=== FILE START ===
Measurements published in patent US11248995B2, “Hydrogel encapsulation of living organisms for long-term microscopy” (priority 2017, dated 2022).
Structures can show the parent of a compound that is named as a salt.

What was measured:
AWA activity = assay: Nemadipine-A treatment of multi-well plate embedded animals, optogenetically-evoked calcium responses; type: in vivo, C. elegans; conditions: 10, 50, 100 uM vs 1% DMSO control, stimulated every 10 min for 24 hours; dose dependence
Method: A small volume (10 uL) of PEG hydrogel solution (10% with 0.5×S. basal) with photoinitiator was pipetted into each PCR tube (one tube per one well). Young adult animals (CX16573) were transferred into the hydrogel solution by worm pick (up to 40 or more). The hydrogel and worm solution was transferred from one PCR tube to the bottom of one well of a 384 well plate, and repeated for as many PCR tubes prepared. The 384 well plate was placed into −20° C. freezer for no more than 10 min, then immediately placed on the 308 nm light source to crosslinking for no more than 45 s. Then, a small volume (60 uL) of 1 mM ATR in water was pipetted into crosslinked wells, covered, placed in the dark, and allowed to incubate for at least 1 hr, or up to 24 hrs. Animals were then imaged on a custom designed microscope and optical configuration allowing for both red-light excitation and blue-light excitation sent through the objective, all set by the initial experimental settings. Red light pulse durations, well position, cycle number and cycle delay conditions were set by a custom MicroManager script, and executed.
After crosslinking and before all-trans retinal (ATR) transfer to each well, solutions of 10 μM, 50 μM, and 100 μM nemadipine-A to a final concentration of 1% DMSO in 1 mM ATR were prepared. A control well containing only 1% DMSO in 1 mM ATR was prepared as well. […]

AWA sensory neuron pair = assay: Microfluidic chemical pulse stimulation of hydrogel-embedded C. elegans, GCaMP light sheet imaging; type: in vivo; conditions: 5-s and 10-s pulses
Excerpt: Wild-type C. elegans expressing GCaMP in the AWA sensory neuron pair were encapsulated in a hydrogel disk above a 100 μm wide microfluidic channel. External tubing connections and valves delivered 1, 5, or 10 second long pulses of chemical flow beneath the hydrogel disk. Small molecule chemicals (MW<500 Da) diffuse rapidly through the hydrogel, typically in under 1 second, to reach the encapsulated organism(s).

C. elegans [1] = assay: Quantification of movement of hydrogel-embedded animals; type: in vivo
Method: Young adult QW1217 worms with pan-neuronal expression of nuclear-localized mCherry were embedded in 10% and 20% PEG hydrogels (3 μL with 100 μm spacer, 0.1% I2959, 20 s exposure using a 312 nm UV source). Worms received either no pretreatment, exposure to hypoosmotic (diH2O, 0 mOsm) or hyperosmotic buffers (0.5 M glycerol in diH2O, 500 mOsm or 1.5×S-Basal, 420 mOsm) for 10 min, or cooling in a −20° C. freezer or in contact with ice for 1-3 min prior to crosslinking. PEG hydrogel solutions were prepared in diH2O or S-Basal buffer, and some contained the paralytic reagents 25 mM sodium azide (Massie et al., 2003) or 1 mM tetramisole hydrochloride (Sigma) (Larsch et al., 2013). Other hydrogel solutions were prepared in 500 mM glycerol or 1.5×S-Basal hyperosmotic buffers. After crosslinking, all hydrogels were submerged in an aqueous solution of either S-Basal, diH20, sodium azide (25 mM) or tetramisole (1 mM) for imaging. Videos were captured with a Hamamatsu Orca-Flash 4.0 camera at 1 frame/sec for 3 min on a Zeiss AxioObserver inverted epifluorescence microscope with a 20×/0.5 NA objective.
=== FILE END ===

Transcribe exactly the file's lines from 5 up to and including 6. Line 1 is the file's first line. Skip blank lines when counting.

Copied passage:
Method: A small volume (10 uL) of PEG hydrogel solution (10% with 0.5×S. basal) with photoinitiator was pipetted into each PCR tube (one tube per one well). Young adult animals (CX16573) were transferred into the hydrogel solution by worm pick (up to 40 or more). The hydrogel and worm solution was transferred from one PCR tube to the bottom of one well of a 384 well plate, and repeated for as many PCR tubes prepared. The 384 well plate was placed into −20° C. freezer for no more than 10 min, then immediately placed on the 308 nm light source to crosslinking for no more than 45 s. Then, a small volume (60 uL) of 1 mM ATR in water was pipetted into crosslinked wells, covered, placed in the dark, and allowed to incubate for at least 1 hr, or up to 24 hrs. Animals were then imaged on a custom designed microscope and optical configuration allowing for both red-light excitation and blue-light excitation sent through the objective, all set by the initial experimental settings. Red light pulse durations, well position, cycle number and cycle delay conditions were set by a custom MicroManager script, and executed.
After crosslinking and before all-trans retinal (ATR) transfer to each well, solutions of 10 μM, 50 μM, and 100 μM nemadipine-A to a final concentration of 1% DMSO in 1 mM ATR were prepared. A control well containing only 1% DMSO in 1 mM ATR was prepared as well. […]